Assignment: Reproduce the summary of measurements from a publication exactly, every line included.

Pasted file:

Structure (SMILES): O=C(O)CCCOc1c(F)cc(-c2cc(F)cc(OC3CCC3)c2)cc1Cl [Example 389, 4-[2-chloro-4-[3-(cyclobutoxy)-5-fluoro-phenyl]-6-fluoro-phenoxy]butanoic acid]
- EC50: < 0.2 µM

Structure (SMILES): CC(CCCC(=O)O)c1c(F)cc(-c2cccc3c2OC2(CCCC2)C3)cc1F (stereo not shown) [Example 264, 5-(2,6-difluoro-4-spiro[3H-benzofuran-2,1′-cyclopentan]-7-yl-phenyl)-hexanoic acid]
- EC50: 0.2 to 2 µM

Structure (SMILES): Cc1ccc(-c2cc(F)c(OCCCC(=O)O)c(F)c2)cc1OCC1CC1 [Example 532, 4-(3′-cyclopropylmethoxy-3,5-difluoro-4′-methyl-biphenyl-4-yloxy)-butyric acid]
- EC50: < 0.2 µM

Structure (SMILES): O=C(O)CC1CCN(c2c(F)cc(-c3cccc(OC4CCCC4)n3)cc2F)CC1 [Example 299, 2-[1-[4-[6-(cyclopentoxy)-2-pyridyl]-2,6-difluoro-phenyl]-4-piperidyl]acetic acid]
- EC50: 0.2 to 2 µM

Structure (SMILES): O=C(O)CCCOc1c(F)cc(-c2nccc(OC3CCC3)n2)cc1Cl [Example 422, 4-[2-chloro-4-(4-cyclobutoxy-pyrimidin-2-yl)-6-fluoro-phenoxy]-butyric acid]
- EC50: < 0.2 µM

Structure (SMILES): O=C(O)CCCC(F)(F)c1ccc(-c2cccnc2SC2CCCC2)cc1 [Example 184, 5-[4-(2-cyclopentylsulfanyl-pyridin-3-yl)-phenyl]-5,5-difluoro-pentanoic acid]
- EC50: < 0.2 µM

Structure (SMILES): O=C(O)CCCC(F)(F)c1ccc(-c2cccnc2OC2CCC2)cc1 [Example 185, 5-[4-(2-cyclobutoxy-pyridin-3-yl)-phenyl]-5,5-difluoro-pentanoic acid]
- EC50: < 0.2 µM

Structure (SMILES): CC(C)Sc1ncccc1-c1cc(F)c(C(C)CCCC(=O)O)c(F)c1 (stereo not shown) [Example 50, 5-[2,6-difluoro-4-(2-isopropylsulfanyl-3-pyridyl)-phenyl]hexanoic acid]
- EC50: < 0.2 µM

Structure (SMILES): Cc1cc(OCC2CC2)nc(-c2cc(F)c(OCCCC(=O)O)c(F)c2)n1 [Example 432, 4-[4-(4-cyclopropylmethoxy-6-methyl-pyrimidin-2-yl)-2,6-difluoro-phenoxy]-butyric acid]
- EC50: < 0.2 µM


Structure (SMILES): O=C(O)CCCOc1c(F)cc(-c2cc(F)cc(OC3CCC3)c2)cc1Cl [Example 389, 4-[2-chloro-4-[3-(cyclobutoxy)-5-fluoro-phenyl]-6-fluoro-phenoxy]butanoic acid]
- EC50: < 0.2 µM

Structure (SMILES): CC(CCCC(=O)O)c1c(F)cc(-c2cccc3c2OC2(CCCC2)C3)cc1F (stereo not shown) [Example 264, 5-(2,6-difluoro-4-spiro[3H-benzofuran-2,1′-cyclopentan]-7-yl-phenyl)-hexanoic acid]
- EC50: 0.2 to 2 µM

Structure (SMILES): Cc1ccc(-c2cc(F)c(OCCCC(=O)O)c(F)c2)cc1OCC1CC1 [Example 532, 4-(3′-cyclopropylmethoxy-3,5-difluoro-4′-methyl-biphenyl-4-yloxy)-butyric acid]
- EC50: < 0.2 µM

Structure (SMILES): O=C(O)CC1CCN(c2c(F)cc(-c3cccc(OC4CCCC4)n3)cc2F)CC1 [Example 299, 2-[1-[4-[6-(cyclopentoxy)-2-pyridyl]-2,6-difluoro-phenyl]-4-piperidyl]acetic acid]
- EC50: 0.2 to 2 µM

Structure (SMILES): O=C(O)CCCOc1c(F)cc(-c2nccc(OC3CCC3)n2)cc1Cl [Example 422, 4-[2-chloro-4-(4-cyclobutoxy-pyrimidin-2-yl)-6-fluoro-phenoxy]-butyric acid]
- EC50: < 0.2 µM

Structure (SMILES): O=C(O)CCCC(F)(F)c1ccc(-c2cccnc2SC2CCCC2)cc1 [Example 184, 5-[4-(2-cyclopentylsulfanyl-pyridin-3-yl)-phenyl]-5,5-difluoro-pentanoic acid]
- EC50: < 0.2 µM

Structure (SMILES): O=C(O)CCCC(F)(F)c1ccc(-c2cccnc2OC2CCC2)cc1 [Example 185, 5-[4-(2-cyclobutoxy-pyridin-3-yl)-phenyl]-5,5-difluoro-pentanoic acid]
- EC50: < 0.2 µM

Structure (SMILES): CC(C)Sc1ncccc1-c1cc(F)c(C(C)CCCC(=O)O)c(F)c1 (stereo not shown) [Example 50, 5-[2,6-difluoro-4-(2-isopropylsulfanyl-3-pyridyl)-phenyl]hexanoic acid]
- EC50: < 0.2 µM

Structure (SMILES): Cc1cc(OCC2CC2)nc(-c2cc(F)c(OCCCC(=O)O)c(F)c2)n1 [Example 432, 4-[4-(4-cyclopropylmethoxy-6-methyl-pyrimidin-2-yl)-2,6-difluoro-phenoxy]-butyric acid]
- EC50: < 0.2 µM